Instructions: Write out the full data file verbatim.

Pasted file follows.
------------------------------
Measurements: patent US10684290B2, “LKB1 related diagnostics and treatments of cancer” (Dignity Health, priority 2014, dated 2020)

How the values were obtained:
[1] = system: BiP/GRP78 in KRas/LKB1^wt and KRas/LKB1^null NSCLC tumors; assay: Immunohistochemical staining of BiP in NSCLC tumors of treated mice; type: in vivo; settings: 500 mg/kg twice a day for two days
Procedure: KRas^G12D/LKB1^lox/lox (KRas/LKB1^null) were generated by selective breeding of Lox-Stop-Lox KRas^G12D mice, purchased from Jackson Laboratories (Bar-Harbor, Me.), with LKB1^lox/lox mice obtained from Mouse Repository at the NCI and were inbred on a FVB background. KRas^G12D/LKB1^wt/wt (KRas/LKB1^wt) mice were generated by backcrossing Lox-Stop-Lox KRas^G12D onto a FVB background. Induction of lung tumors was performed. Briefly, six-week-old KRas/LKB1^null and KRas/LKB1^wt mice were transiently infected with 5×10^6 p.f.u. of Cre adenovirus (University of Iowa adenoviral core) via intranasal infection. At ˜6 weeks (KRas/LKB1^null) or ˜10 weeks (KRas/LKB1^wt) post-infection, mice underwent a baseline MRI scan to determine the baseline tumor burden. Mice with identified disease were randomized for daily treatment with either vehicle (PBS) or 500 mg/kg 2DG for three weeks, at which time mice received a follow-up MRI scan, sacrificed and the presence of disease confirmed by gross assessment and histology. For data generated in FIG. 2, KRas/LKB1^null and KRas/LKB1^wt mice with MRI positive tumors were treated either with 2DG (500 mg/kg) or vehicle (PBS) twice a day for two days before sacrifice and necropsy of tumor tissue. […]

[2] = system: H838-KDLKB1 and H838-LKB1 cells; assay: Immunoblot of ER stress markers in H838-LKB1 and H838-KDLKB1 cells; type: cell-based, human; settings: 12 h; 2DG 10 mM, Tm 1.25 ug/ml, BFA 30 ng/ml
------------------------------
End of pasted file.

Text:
Measurements: patent US10684290B2, “LKB1 related diagnostics and treatments of cancer” (Dignity Health, priority 2014, dated 2020)

How the values were obtained:
[1] = system: BiP/GRP78 in KRas/LKB1^wt and KRas/LKB1^null NSCLC tumors; assay: Immunohistochemical staining of BiP in NSCLC tumors of treated mice; type: in vivo; settings: 500 mg/kg twice a day for two days
Procedure: KRas^G12D/LKB1^lox/lox (KRas/LKB1^null) were generated by selective breeding of Lox-Stop-Lox KRas^G12D mice, purchased from Jackson Laboratories (Bar-Harbor, Me.), with LKB1^lox/lox mice obtained from Mouse Repository at the NCI and were inbred on a FVB background. KRas^G12D/LKB1^wt/wt (KRas/LKB1^wt) mice were generated by backcrossing Lox-Stop-Lox KRas^G12D onto a FVB background. Induction of lung tumors was performed. Briefly, six-week-old KRas/LKB1^null and KRas/LKB1^wt mice were transiently infected with 5×10^6 p.f.u. of Cre adenovirus (University of Iowa adenoviral core) via intranasal infection. At ˜6 weeks (KRas/LKB1^null) or ˜10 weeks (KRas/LKB1^wt) post-infection, mice underwent a baseline MRI scan to determine the baseline tumor burden. Mice with identified disease were randomized for daily treatment with either vehicle (PBS) or 500 mg/kg 2DG for three weeks, at which time mice received a follow-up MRI scan, sacrificed and the presence of disease confirmed by gross assessment and histology. For data generated in FIG. 2, KRas/LKB1^null and KRas/LKB1^wt mice with MRI positive tumors were treated either with 2DG (500 mg/kg) or vehicle (PBS) twice a day for two days before sacrifice and necropsy of tumor tissue. […]

[2] = system: H838-KDLKB1 and H838-LKB1 cells; assay: Immunoblot of ER stress markers in H838-LKB1 and H838-KDLKB1 cells; type: cell-based, human; settings: 12 h; 2DG 10 mM, Tm 1.25 ug/ml, BFA 30 ng/ml